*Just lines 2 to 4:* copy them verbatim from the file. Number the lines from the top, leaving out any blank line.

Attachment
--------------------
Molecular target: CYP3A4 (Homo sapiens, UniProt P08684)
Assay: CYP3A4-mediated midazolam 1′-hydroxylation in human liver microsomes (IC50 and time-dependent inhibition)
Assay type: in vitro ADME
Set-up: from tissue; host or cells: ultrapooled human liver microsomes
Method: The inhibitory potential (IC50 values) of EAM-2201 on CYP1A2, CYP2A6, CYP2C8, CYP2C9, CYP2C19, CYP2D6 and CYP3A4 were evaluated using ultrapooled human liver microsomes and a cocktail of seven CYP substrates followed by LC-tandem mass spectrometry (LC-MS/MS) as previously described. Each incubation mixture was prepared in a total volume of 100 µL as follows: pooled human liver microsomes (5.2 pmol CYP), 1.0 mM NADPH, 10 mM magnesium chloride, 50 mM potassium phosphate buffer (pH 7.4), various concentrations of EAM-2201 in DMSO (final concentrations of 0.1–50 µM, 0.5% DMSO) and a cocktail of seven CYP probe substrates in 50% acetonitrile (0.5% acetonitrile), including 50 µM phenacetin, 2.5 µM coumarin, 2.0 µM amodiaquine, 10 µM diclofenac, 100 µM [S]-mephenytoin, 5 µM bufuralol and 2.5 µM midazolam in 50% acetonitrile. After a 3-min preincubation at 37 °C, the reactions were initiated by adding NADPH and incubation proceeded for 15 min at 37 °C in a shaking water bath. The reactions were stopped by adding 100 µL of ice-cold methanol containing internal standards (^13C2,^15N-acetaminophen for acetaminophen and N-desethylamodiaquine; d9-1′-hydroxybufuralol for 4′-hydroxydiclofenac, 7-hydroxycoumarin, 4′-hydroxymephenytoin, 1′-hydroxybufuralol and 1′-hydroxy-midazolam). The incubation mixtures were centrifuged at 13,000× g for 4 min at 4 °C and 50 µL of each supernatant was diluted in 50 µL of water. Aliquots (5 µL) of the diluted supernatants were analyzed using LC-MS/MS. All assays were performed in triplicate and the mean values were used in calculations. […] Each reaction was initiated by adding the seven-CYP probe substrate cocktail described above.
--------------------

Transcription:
Assay: CYP3A4-mediated midazolam 1′-hydroxylation in human liver microsomes (IC50 and time-dependent inhibition)
Assay type: in vitro ADME
Set-up: from tissue; host or cells: ultrapooled human liver microsomes